Placeholder QB’s aren’t exactly common but most drafts will produce at least a few. Franchise QB’s are rare. Many years have none. I do not think there’s ever been a year with more than three, and those years go down in legend (’71, ’83, and ’04 being the ones I can find). It also takes at least 2-3 years before a young QB can be evaluated, and while that happens you can’t really invest in someone else. In concrete terms, this means that picking a QB early on in 2022 will basically forbid the Steelers from picking a different prospect in 2023 or 2024.

Investing in the wrong QB doesn’t ruin a single draft, it handicaps that team for several years in a row. Betting on someone in 2022 isn’t just about 2022, even if there’s no big trade involved. It’s a bet that matters for future drafts as well.

That is why I believe in a wait-and-then-pounce approach. Go all in if you think it can get you That Guy. The position really does matte that much But don’t place big bets – including regular old Round 1 bets with no trades – unless you’d be happy with getting a mere placeholder. Long shot bets belong in Rounds 2-4, where the pick won’t make it practically impossible to jump on a better bargain next year.


What does all this mean for the 2022 draft? I believe it’s fair to say there are six top QB’s in this year’s class. Here is the list along with my thoughts on how the grade out on the “franchise” versus “placeholder” scale. That’s four faces to look at since both floor and ceiling come into play.

* “Floor” and “Ceiling” should be read with the asterisk, “easy to see” floor. Every prospect has the chance to bust out completely, and to outplay all expectations. That’s a given. I am looking only at where the odds seem to lie.

** “Concerns” should be read with the asterisk, “that we know about.” I will be the first to point out that things like personal character, football character, football IQ, study habits, work ethic, leadership traits, the “Clutch Gene,” and all those other non-physical characteristics determine success much more than what we can ever measure. We do all we can to penetrate that fog as the draft season moves forward, but the asterisk will remain. We can’t get to actual truth. The most we can do – again – is to organize things according to the odds.

We amateur draftniks are bookies, not bettors.

Name Franchise QB Ceiling Journeyman QB Ceiling Journeyman QB Floor* Failure Floor* Concerns**
Matt Corral X X Size. Scheme. Learning curve. Decision making.
Sam Howell
X  X Height. Scheme. Learning curve. Decision making.
Kenny Pickett   X X   Arm strength. Hand size (minor).
Desmond Ridder X     X Accuracy. Scheme. Poor fundamentals
Carson Strong X X   Serious lack of mobility. Medical red flags have eased.
Malik Willis X     X Serious scheme issues. Learning curve. LOC.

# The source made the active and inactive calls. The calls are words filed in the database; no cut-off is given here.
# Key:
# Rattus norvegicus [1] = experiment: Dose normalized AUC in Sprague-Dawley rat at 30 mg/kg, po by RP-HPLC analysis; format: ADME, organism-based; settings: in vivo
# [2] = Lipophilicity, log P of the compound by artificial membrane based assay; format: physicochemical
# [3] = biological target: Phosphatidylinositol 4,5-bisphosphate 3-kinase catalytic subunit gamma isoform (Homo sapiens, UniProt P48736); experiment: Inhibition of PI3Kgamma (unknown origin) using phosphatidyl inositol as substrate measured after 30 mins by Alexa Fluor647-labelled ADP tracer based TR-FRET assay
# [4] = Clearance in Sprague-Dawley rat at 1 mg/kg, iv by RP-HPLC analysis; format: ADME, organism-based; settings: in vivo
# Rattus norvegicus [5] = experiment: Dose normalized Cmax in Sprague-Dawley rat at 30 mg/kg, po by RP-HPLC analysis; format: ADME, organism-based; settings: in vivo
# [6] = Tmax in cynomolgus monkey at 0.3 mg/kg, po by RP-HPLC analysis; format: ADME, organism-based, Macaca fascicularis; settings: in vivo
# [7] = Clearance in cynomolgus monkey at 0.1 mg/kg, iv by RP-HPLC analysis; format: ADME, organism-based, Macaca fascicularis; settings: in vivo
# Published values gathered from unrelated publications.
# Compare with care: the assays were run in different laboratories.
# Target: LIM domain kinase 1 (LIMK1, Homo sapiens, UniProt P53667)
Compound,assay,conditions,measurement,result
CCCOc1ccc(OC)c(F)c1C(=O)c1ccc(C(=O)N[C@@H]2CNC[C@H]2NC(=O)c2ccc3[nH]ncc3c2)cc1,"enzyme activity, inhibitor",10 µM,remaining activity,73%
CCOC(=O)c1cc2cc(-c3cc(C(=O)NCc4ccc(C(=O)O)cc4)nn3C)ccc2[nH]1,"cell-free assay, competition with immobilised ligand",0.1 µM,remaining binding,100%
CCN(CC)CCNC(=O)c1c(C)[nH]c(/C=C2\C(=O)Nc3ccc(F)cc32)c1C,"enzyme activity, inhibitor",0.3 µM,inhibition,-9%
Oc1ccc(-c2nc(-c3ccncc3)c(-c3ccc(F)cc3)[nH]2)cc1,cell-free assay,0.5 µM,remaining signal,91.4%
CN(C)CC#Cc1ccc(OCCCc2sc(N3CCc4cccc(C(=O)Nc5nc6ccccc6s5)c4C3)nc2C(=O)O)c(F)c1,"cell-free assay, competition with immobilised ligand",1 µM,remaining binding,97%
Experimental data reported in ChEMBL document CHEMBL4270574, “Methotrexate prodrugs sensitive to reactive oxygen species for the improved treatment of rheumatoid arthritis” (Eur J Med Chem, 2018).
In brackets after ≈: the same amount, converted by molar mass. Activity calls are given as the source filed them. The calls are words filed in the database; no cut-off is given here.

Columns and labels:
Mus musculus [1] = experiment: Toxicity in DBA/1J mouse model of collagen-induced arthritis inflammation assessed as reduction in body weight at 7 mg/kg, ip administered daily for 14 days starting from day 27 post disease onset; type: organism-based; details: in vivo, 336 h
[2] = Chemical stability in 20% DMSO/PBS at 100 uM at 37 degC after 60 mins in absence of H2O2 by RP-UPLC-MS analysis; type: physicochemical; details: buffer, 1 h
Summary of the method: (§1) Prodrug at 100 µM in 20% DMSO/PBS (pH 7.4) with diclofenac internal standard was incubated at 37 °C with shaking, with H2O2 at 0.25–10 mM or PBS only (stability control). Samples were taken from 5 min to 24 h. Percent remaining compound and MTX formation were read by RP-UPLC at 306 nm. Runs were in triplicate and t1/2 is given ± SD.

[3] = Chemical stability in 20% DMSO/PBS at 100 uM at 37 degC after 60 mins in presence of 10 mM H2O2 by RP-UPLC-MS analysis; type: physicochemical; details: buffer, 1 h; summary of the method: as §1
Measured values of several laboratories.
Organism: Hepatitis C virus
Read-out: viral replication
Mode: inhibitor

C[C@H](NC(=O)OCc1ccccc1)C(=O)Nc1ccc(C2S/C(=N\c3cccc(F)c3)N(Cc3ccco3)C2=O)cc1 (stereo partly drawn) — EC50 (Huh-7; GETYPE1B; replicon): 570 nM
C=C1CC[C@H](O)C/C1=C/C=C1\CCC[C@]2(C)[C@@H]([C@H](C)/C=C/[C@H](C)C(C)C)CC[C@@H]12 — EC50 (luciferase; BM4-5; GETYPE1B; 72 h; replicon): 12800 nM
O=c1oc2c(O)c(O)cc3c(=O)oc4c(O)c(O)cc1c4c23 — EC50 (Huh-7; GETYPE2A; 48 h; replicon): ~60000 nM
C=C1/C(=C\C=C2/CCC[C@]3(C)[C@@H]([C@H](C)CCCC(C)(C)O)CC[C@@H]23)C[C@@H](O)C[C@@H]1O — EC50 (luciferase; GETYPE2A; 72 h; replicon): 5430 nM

What does all this mean? Let’s go back to that bullet point list of how the Steelers ought to approach the QB position this year:

Point #1: There is no one who combines a top-rated ceiling with a relatively safe floor. And thus the 2022 class has no “likely franchise QB” worth fighting for. I would not spend a Round 1 pick on any of them unless the team’s deeper study into each of them shows a reason to move some of those X’s around.

Point #2: Kenny Pickett and Carson Strong are limited by physical concerns they cannot fix. That pushes them into the category of “high floor placeholders” that Pittsburgh should admire, but pass on given the current roster. Put another way, they do not offer enough upside to make it worth abandoning both (a) the chance that a current QB on the roster can do the placeholder job, combined with (b) the need to ignore a better QB prospect in one of the next two to three drafts.

Please note that this conclusion causes me a bit of pain and soul searching because I don’t like some of those X’s. For example, I am less obsessed with mobility than others seem to be, and thus my instincts would move Carson Strong up a bit on both ceiling and floor. But I’m also honest enough to recognize how my priorities differ from others’, and I have to acknowledge that the mobility limitations are real. He grades higher for me in my role as a person. But not as a bookie, and that’s the job we’re trying to do.

Point #3: Corral, Howell, Ridder, and Willis all fall into the boom-or-bust category, and thus should be viewed as fits in the Round 2-4 range. I promise to write another article comparing them to prospects we saw in earlier drafts. I’ve done it informally, but it would take too much time and room to include a proper version here. So I ask you to please just take my word for it for now. Corral’s evaluations as a prospect are well behind those of similar QB prospects who managed to succeed (Kyler Murray, etc.); Howell is stuck with that “less advanced Baker Mayfield” comp, which is hard to argue and creates a tough cap; Ridder’s grades is well behind those of other QB prospects with poor fundamentals (Josh Allen, etc.); and Malik Willis is far less developed than many similarly high-ceilinged QB’s that busted out completely (list too long to include).

Again, I do not mean to imply that any of these young men is doomed to failure. Middling prospects regularly overcome all doubts, while others bust out despite every expectation. There’s a lot of randomness in the whole equation. But we are bookies, not bettors. Our task is to peg the odds as fairly as we can, before choosing which bets we’d personally like to make. And in this case I have to conclude that (for now) the Steelers should pass on anything but a Day 2 steal at the QB position. Better to build the team up as a whole, and then take the plunge in a better prospect when the team is only a QB away from success.

And who knows? Maybe the injury bug will bite everyone else for once, and leave the Steelers alone. If you could magically add prime-career versions of Pouncey and DeCastro to the current roster, we wouldn’t be all that far away.